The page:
A condominium used to be a place where human beings lived. But the definition continues to get more elastic. Today, a condo can also be a place where an automobile sleeps when it’s not performing its intended function: sitting in New York City’s horrendous gridlock traffic, waiting for the light to change.
The latest addition to the condo-parking-space trend is in a garage at 845 Union Street in Park Slope, Brooklyn, where you can buy a parking space for just $300,000 that comes with all the typical condo amenities, including a $240 monthly maintenance fee and $51 in monthly taxes. Just four years ago, a spot in the same garage sold for $80,000.
"Even though you’re not going to be saving money monthly, it’s an asset that’s increasing in value," Constantine Valhouli, co-founder of the real estate analytics firm NeighborhoodX, tells DNAinfo. "It shows how the market is maturing, where people are willing to pay an amount tagged to luxury and convenience rather than to yield."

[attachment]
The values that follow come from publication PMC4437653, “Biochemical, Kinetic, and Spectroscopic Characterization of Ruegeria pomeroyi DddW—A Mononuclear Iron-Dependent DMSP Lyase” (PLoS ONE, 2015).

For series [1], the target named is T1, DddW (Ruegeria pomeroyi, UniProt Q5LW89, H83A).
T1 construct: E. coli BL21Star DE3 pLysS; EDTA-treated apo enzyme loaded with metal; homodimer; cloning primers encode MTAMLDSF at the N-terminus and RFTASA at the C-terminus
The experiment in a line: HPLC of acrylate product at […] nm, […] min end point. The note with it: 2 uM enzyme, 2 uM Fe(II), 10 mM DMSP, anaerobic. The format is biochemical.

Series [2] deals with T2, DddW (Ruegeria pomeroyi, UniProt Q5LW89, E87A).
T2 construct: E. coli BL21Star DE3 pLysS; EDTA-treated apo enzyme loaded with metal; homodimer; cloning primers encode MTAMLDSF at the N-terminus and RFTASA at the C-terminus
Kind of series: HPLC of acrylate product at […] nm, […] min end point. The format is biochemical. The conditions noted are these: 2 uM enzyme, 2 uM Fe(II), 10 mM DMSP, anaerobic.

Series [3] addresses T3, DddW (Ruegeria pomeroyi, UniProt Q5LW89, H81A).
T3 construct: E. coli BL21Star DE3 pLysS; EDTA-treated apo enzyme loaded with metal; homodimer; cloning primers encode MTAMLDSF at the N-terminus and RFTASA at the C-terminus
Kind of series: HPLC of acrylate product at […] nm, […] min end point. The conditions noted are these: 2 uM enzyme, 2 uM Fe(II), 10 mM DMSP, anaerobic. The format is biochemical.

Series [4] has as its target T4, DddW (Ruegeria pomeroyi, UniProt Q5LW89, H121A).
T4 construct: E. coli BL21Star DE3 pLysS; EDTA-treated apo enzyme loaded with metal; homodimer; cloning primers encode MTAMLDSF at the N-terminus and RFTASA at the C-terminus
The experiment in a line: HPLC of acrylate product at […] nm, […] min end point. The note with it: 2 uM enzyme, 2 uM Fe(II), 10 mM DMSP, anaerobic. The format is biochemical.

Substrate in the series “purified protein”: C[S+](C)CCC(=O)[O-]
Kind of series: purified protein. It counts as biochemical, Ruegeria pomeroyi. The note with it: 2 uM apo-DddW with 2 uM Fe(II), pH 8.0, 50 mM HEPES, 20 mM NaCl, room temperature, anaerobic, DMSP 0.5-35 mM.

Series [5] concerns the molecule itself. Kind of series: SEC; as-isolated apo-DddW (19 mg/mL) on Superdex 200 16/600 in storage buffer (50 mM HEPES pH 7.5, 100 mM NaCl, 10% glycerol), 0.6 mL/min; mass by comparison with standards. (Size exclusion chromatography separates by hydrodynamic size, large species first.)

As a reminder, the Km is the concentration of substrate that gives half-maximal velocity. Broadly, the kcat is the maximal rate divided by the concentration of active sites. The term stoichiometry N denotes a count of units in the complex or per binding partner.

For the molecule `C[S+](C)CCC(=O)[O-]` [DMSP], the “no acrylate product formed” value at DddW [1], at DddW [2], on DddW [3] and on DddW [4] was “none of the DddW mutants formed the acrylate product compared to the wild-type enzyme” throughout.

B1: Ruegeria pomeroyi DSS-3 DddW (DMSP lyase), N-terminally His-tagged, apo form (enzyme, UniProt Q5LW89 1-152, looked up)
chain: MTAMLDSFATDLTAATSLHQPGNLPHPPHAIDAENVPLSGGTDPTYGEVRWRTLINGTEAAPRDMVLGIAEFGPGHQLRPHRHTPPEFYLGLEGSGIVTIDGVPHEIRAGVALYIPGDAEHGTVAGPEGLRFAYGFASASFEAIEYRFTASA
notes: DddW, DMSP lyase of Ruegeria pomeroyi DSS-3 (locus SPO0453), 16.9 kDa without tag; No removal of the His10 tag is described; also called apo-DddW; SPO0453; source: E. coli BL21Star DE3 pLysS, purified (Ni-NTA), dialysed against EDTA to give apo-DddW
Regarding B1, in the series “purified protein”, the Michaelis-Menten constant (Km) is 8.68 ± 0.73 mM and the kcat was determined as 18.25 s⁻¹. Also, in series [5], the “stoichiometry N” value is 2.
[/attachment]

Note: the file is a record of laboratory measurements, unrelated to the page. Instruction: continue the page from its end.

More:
For co-op and condo boards, parking space can be a cash cow or a splitting headache. It was just a few short years ago that a single parking space in a Soho condo cracked the $1 million barrier. More recently, irate shareholders at the sprawling Seward Park co-op on the Lower East Side filed suit when the co-op board switched from a self-park-and-lock system to valet parking. A Queens co-op, on other hand, got rid of its valet parking contractor and went to self-parking, which reduced crowding and inconvenience, while increasing revenues for the co-op. A New Rochelle co-op went so far as to buy a nearby building, demolish it, and pave the lot to increase its parking capacity. Other boards mull whether selling parking spaces or renting them is the best way to maximize revenue.
Meanwhile, the value of parking spaces is sure to continue to go up. The reason? Because more and more parking garages and lots are being converted into condos – the kind where human beings live.
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